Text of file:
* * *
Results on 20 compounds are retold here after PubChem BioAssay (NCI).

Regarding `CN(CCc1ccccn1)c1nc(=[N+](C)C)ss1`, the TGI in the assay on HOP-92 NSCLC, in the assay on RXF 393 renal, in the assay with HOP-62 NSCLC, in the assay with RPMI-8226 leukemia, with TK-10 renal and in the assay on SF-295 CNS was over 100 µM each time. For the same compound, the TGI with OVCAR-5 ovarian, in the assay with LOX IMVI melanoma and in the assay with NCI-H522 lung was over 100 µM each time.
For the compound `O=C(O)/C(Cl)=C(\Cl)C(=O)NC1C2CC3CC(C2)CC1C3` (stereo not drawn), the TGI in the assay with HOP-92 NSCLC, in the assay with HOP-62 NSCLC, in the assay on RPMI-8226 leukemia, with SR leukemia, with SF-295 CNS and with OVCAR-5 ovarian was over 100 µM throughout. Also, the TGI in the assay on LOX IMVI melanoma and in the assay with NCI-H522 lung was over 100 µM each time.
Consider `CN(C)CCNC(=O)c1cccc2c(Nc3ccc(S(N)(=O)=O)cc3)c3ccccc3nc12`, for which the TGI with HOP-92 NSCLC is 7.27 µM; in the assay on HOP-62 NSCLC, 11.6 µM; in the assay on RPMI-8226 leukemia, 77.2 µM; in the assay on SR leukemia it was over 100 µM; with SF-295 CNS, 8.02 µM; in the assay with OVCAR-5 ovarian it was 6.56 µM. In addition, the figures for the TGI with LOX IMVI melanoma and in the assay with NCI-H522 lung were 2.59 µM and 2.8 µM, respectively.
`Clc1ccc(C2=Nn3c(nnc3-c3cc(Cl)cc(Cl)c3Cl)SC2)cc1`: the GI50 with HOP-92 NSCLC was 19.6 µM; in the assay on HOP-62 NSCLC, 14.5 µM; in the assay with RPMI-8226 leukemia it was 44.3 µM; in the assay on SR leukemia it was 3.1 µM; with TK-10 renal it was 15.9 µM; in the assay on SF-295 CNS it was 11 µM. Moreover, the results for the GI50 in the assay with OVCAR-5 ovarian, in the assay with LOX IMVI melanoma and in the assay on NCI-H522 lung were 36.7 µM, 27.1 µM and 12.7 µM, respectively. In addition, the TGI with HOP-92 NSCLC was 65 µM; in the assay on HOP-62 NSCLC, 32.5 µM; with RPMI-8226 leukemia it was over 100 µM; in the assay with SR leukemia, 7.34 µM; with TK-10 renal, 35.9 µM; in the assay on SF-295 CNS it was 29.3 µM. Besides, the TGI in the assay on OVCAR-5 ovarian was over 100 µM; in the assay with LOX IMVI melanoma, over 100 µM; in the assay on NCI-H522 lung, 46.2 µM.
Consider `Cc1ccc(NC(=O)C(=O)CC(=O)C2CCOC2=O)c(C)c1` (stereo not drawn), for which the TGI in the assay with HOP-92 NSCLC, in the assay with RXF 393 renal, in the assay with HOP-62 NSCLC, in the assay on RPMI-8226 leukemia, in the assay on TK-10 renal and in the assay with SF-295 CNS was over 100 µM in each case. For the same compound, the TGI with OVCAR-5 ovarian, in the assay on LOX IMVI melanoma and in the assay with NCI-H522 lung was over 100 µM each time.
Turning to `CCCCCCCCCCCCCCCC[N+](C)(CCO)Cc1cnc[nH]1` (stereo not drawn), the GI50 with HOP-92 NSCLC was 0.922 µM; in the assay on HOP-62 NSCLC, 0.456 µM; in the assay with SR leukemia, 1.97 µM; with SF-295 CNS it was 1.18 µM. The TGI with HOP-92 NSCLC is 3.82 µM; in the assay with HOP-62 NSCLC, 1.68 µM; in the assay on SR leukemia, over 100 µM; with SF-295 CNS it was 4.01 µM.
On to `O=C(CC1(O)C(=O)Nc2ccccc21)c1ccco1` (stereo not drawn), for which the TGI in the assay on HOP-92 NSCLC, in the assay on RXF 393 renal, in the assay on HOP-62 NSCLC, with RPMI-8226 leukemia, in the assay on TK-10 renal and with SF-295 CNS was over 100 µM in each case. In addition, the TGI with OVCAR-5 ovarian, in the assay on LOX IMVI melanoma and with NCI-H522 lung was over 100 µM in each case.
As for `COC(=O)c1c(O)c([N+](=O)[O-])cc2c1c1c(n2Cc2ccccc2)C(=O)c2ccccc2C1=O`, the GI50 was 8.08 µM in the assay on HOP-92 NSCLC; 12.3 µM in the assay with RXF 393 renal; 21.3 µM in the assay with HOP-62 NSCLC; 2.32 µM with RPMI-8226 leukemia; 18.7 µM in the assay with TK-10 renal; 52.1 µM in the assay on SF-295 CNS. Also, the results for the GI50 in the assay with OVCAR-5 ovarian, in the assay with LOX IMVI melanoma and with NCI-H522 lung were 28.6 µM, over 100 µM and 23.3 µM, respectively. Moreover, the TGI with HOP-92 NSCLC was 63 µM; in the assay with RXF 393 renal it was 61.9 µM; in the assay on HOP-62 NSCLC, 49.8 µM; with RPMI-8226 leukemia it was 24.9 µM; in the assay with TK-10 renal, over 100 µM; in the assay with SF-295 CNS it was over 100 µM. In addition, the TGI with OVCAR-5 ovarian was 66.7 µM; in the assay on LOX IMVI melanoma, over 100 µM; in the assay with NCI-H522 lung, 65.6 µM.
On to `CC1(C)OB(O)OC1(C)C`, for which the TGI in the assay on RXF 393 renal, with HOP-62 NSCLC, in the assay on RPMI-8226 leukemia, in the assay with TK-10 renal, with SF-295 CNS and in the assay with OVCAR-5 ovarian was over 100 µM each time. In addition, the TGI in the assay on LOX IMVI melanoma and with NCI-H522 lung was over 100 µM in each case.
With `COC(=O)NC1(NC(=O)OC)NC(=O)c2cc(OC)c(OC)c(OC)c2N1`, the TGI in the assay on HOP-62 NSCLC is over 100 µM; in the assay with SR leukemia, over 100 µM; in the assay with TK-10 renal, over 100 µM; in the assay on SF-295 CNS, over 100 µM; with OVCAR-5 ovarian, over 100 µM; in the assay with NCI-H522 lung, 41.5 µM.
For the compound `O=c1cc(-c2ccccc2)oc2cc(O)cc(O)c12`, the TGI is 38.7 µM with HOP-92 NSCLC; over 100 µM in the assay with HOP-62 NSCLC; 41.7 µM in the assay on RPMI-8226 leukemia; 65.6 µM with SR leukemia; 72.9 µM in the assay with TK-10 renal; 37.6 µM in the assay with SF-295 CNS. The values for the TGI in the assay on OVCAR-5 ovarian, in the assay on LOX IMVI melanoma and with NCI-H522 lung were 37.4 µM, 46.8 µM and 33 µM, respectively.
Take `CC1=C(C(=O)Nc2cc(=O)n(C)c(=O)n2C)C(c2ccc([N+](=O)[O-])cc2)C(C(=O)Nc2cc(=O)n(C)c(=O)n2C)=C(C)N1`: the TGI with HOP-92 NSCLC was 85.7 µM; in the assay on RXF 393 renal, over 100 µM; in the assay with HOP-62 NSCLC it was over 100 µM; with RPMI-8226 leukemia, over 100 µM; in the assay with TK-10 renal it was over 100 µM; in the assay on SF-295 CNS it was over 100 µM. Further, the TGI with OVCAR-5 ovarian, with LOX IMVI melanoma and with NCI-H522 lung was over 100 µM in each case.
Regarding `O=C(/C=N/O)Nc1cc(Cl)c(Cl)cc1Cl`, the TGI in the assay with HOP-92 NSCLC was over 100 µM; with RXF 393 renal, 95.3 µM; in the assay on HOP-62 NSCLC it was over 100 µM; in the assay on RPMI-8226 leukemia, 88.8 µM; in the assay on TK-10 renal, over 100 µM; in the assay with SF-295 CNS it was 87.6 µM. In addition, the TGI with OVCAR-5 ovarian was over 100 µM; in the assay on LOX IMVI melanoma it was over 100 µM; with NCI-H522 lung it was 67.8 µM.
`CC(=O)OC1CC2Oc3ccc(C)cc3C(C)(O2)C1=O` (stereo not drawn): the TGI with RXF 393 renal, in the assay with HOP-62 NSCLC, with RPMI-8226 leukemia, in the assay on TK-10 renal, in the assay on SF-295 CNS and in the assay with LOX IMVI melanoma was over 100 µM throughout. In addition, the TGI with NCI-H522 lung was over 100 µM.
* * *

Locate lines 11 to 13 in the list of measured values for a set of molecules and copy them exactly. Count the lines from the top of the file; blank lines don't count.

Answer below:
With `COC(=O)NC1(NC(=O)OC)NC(=O)c2cc(OC)c(OC)c(OC)c2N1`, the TGI in the assay on HOP-62 NSCLC is over 100 µM; in the assay with SR leukemia, over 100 µM; in the assay with TK-10 renal, over 100 µM; in the assay on SF-295 CNS, over 100 µM; with OVCAR-5 ovarian, over 100 µM; in the assay with NCI-H522 lung, 41.5 µM.
For the compound `O=c1cc(-c2ccccc2)oc2cc(O)cc(O)c12`, the TGI is 38.7 µM with HOP-92 NSCLC; over 100 µM in the assay with HOP-62 NSCLC; 41.7 µM in the assay on RPMI-8226 leukemia; 65.6 µM with SR leukemia; 72.9 µM in the assay with TK-10 renal; 37.6 µM in the assay with SF-295 CNS. The values for the TGI in the assay on OVCAR-5 ovarian, in the assay on LOX IMVI melanoma and with NCI-H522 lung were 37.4 µM, 46.8 µM and 33 µM, respectively.
Take `CC1=C(C(=O)Nc2cc(=O)n(C)c(=O)n2C)C(c2ccc([N+](=O)[O-])cc2)C(C(=O)Nc2cc(=O)n(C)c(=O)n2C)=C(C)N1`: the TGI with HOP-92 NSCLC was 85.7 µM; in the assay on RXF 393 renal, over 100 µM; in the assay with HOP-62 NSCLC it was over 100 µM; with RPMI-8226 leukemia, over 100 µM; in the assay with TK-10 renal it was over 100 µM; in the assay on SF-295 CNS it was over 100 µM. Further, the TGI with OVCAR-5 ovarian, with LOX IMVI melanoma and with NCI-H522 lung was over 100 µM in each case.